i am inspired by the way Laura was able to keep feeding her art interest while introducing it to her children as they grew. I also like the way she created her own structured study of color and drawing. Great interview Jean! Thanks!

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    Sherrie Roberts
    March 10, 2008 at 9:33 am

    This a Great interview. Gives me great ideas to pursue. I did not have a television for my children. How odd to be here telling you this today. My oldest gave me a surprise Birthday gift. A 42″ inch HDtv 1080. Whatever that means. When did they get TV back- Both Sons were JrROTC. When Dessert Storm began they had to have TV to keep up with the military tatics and the History of Warfare. Went to all kinds of Museums. The “Pink Palace” a favorite for boys, museum of Science ad History. We were there so much that when the Magna Carta visited. We helped take it out of the protective framing. My youngest son went to Chicago with me as I finished my BFA. He sketched with me at the Degas show. He is a electronics computer Apple employee. Brother is a Captain in the military and safely at His new assignment. Both have exciting lives. Yes, my art knowledge has even been used in military discussions. But how is a military secret.
    Thank-you, Sherrie Roberts

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    Linda T
    March 10, 2008 at 9:47 am

    This was really interesting. I’ve enjoyed Laura’s blog for some time now, and it was helpful to hear how she parented her girls and did her art at the same time.

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    sue
    March 10, 2008 at 10:03 am

    Lovely interview! I can’t imagine Laura having children who weren’t creative themselves. Children have such a fresh eye for everything: they’re just like little sponges, and if they’re given the encouragement to express what they are experiencing , they are so happy to “have at it.” It’s exciting to see them explore their worlds that way.

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    Mommy Bee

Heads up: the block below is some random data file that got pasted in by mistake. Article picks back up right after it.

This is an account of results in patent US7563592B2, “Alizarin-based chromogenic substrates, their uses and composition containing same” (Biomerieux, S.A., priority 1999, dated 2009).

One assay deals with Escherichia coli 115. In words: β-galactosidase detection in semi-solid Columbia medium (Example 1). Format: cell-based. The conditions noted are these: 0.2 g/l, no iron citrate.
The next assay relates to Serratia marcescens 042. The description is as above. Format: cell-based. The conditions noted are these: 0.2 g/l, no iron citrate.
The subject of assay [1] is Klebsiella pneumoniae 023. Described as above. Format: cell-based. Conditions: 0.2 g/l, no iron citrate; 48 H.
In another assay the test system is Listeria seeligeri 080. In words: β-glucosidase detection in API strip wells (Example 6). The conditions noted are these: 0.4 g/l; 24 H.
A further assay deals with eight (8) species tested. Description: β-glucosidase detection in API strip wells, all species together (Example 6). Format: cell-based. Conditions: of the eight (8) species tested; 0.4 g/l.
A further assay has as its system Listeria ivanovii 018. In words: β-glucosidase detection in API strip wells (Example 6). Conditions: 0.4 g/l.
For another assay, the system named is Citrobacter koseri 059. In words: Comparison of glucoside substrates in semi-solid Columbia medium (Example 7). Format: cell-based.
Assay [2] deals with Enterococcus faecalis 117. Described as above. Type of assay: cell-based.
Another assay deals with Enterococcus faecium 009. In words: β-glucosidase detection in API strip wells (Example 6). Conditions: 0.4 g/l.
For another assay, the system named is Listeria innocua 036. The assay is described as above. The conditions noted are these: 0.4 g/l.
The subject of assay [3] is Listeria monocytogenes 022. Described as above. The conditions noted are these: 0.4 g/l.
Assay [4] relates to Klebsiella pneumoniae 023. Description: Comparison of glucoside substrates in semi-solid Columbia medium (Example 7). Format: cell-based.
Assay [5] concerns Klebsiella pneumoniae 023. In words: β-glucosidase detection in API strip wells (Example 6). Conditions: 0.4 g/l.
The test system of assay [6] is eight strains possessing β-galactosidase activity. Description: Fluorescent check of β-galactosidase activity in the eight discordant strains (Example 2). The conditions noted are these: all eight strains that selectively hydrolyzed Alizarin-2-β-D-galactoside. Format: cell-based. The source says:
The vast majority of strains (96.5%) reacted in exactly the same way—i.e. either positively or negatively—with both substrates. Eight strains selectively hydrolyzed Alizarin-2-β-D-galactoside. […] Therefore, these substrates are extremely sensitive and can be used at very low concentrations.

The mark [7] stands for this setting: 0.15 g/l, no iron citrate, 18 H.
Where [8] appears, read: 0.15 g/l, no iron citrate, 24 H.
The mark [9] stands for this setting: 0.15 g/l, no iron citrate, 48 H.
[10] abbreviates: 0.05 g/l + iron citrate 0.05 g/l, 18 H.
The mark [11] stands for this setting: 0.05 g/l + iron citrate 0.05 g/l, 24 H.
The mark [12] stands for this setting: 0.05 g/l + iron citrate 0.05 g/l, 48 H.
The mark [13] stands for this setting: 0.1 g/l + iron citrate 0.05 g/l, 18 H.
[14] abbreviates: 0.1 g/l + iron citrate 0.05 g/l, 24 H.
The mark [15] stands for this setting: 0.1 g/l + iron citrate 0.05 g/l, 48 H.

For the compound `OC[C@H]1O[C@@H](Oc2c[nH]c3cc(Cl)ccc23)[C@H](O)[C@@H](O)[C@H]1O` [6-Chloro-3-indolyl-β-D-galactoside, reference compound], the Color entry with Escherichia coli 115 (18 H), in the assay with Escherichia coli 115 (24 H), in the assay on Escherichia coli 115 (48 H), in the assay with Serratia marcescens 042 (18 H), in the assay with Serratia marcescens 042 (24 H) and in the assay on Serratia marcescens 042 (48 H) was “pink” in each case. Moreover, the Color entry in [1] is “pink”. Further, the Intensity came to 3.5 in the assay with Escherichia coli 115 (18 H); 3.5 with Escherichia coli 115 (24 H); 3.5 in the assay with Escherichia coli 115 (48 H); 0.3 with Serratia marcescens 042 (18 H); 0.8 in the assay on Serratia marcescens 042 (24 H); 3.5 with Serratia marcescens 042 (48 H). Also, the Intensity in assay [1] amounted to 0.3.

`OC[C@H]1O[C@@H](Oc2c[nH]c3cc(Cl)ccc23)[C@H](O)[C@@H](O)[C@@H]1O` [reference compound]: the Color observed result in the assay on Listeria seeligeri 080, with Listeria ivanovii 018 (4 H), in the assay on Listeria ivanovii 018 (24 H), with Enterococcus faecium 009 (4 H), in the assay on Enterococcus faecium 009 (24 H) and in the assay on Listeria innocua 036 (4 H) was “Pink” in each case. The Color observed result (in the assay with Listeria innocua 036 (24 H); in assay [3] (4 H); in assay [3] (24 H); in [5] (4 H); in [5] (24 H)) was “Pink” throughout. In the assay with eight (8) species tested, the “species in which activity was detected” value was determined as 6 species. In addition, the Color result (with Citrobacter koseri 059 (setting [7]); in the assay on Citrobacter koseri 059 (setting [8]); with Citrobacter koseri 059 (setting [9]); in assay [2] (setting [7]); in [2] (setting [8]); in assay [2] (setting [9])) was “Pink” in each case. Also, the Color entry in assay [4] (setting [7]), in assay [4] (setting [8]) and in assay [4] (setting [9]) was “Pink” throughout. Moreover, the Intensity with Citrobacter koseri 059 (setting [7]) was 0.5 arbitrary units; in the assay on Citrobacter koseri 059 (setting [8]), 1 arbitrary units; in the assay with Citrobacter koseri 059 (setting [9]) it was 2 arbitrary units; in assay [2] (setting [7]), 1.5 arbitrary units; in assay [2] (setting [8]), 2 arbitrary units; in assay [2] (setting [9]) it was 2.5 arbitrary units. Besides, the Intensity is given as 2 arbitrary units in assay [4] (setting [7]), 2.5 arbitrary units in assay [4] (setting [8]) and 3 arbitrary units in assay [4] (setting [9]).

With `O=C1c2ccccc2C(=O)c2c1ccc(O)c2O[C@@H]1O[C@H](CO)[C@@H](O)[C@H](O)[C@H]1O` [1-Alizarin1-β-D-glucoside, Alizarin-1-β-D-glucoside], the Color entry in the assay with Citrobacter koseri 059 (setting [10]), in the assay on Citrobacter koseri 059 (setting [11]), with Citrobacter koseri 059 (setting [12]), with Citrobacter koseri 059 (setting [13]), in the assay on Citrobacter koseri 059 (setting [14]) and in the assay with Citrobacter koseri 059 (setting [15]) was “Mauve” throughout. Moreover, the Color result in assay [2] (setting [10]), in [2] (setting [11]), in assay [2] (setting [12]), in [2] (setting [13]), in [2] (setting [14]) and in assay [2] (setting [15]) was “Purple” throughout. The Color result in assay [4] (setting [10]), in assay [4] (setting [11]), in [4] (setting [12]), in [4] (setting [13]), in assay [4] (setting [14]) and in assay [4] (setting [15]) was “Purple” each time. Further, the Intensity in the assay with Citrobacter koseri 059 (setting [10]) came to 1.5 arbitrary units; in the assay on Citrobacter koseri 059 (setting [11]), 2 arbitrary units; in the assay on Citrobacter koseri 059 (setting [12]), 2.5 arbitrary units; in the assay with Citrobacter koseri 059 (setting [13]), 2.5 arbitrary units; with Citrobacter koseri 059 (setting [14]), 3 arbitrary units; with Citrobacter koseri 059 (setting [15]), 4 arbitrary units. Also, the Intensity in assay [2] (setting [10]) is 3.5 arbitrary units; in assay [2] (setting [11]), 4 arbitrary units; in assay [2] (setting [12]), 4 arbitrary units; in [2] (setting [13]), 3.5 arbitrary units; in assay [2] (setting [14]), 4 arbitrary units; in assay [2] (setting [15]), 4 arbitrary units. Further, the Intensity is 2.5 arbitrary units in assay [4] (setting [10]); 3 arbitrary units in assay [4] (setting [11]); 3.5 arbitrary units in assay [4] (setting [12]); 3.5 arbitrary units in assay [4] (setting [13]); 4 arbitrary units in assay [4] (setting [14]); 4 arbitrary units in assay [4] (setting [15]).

March 10, 2008 at 11:10 am

    I love this advice from someone who’s been there/done that and now has grown children. It’s great to hear how Laura helped inspire her daughters. Her art is really beautiful. I’d love to win the watercolor.

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    Elaine
    March 10, 2008 at 11:19 am

    Thank you for a fabulous piece, on so many different levels.
    Laura is an inspiration and always a generous commenter.
    And now I’m going to read my way through your other entries here!
    E

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    Kate (Cathy) Johnson
    March 10, 2008 at 12:20 pm

    A wonderful interview, not surprisingly! I’m one of those fortunate enough to call Laura a friend, and I think your questions brought out wonderful things. I’ve passed it along to two old friends of mine who are both artists and mothers…reminded me of them, so much.

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    E-J
    March 10, 2008 at 1:02 pm

    I read Laura’s blog and enjoy her but didn’t realise she was the mother of two grown daughters. This is a subject close to my heart: for quite a while now I’ve been encouraging my daughter (now 18 months) to draw and paint, and am thrilled now that she has started asking for the paint or the crayons, by pointing at them and babbling away at me excitedly until I get them out.

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    Sara
    March 10, 2008 at 10:23 am

    She does beautiful work. I love the idea of keeping a travel sketchbook.

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    Patricia
    March 10, 2008 at 2:24 pm

    Thanks for this interview with Laura. I’m a devoted reader of Laurelines and I loved learning more about the person who creates those gorgeous images.

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    Sharon M.
    March 10, 2008 at 2:27 pm

    Thanks so much for this interview. Laura’s blog and gorgeous use of color is so inspiring. It was interesting learning more about her

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    Erica
    March 10, 2008 at 2:32 pm

    What inspired drawings, and it was so nice to read another mom’s approach with raising creative kids! =)

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    Karyn
    March 10, 2008 at 3:38 pm

    What lovely sketches and watercolors! Thanks for the introduction to the artist.
    I’ve always wanted to draw, my fingers itch from it sometimes but the talent alludes me. Regardless, I do write and sketch when we travel and hope my little one picks this up as a habit of his own.